Unfortunately, the prior art has failed to provide an effective means by which to integrate these systems under unified software control, allowing them to share information and resources among themselves in a cost and time efficient manner.
The above-mentioned U.S. patent application Ser. No. 08/016,062, entitled "Method and Systems for Unified Voice Telephone Services" and filed on Feb. 10, 1993, is directed to a unified system for handling voice, text and image data in a plurality of "functional partitions," each of which corresponds to one of the heretofore separate systems described above. That unified system is capable of interfacing with a telephone exchange via an integrated call-processing partition.
Since the mid-1970s, more and more companies have taken advantage of interactive voice response ("IVR") systems to automate, and thereby reduce the cost of, providing information to their customers, employees and others.
IVR is actually an extension of audio text systems. An IVR system allows callers to access computer-resident data such as account balances or stock prices through a standard telephone. The IVR system allows the caller to query for data using touch-tone signals, and the result is returned as spoken words. Again, it is obvious that such systems are interactive and can be mail.
These IVR systems have typically handled from 30% to 70% of incoming calls, with the remaining calls being transferred to live operators. When the calls reach the operators, the callers have generally already identified themselves by touch-tone entry of their account number as well as a security code, perhaps as part of an interactive session wherein, for instance, the caller has obtained a balance of a checking account. As previously mentioned, customers justifiably find it aggravating and time consuming to have to re-identify themselves for the agent and then wait for the agent to request information from the host database. Companies that manufacture private branch exchange/automatic call distribution ("PBX/ACD") systems have sought for years to solve this problem by developing interfaces that allow the host application to better integrate the voice, text and image data components of the call. While these measures do provide a means of solving the problem, there are several significant drawbacks to the solution.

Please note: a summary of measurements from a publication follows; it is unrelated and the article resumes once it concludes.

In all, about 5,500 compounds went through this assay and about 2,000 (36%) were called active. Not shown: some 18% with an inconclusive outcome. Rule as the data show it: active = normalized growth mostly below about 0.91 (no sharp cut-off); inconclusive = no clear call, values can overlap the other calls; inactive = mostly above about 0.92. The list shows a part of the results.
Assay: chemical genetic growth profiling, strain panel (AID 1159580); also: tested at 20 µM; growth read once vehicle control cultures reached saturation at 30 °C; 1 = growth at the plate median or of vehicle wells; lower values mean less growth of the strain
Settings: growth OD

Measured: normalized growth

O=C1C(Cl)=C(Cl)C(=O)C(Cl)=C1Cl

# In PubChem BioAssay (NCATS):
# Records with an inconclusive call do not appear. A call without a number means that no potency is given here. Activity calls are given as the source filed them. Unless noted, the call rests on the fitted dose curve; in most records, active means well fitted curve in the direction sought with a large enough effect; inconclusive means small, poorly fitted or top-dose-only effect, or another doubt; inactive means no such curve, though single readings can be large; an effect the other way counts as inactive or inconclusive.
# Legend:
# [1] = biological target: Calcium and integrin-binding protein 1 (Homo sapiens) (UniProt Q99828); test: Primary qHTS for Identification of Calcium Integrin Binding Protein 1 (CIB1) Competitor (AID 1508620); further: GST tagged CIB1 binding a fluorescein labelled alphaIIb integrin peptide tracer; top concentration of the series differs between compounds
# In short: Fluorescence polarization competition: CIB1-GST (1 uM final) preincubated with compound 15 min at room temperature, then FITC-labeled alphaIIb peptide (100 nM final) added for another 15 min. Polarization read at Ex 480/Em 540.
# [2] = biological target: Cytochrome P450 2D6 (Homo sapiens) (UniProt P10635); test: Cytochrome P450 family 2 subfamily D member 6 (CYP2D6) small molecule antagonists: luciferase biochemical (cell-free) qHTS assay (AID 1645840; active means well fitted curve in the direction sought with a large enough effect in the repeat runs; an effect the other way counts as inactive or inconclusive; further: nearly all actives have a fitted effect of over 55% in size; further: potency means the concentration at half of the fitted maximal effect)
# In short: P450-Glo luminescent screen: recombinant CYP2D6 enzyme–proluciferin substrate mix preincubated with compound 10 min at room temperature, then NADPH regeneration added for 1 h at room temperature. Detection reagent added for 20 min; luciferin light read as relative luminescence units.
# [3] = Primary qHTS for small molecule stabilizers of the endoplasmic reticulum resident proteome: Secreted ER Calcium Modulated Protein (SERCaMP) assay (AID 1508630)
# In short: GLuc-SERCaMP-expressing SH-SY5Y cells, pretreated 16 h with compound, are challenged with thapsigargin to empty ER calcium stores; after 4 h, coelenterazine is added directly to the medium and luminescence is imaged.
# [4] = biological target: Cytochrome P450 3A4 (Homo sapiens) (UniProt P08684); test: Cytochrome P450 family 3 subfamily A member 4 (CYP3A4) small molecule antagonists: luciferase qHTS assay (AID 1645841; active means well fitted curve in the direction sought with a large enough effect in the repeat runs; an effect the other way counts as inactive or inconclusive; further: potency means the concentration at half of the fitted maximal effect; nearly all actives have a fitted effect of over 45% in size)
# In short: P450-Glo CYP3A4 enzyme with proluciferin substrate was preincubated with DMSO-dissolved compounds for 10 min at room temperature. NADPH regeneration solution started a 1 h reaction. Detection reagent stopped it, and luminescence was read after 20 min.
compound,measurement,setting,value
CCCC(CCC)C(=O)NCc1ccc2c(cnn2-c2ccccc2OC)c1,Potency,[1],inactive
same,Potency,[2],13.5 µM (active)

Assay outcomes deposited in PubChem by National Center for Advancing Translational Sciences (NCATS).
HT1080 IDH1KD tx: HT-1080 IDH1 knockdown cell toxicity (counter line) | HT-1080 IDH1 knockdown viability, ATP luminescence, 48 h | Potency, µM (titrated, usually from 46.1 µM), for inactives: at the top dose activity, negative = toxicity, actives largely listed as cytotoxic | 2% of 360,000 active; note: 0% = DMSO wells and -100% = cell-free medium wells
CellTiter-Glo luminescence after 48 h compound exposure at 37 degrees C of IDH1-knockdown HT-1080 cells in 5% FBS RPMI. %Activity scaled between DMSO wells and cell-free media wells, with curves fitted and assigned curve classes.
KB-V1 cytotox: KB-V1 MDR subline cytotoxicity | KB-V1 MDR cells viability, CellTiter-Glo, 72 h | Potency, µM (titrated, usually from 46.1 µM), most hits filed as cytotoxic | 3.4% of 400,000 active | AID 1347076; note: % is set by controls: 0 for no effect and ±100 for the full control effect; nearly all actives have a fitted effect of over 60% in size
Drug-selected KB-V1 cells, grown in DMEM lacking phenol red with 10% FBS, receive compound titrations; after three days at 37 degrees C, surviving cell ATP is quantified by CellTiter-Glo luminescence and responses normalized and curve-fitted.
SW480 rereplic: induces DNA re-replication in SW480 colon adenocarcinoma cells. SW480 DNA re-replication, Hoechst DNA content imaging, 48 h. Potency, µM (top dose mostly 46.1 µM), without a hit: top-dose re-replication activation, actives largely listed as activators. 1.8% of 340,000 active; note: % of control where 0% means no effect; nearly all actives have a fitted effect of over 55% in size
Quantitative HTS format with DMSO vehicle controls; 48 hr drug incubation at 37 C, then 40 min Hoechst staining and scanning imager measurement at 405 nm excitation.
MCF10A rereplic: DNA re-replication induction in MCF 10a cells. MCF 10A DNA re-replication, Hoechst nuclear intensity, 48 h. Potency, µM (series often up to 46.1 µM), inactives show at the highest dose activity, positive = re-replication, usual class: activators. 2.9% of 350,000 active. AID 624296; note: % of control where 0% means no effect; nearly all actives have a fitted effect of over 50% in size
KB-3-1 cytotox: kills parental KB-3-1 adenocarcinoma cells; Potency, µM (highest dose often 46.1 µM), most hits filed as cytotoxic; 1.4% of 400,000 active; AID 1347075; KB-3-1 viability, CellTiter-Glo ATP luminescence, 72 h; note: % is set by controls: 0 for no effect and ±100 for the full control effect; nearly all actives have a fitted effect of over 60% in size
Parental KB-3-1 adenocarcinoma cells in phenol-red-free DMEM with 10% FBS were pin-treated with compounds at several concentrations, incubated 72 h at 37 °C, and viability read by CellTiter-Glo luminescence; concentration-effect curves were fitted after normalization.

The first problem is that the host (or workstation) application must be modified to take full advantage of the PBX/ACD. Many companies have large sums of money invested in their host application and thus, even if they had sufficient staff to make such modifications, they are disinclined to do so.
The second problem is that each PBX/ACD company has its own proprietary host communication link. While there are products, such as IBM's CallPath SwitchServer/2, that abstract differences between telephone or communication link switches, all switches do not support all of the same functions. This means that the host software must still, in many cases, be configured to communicate with each type of switch being used, often requiring different switch drivers to take advantage of each switch's functionality.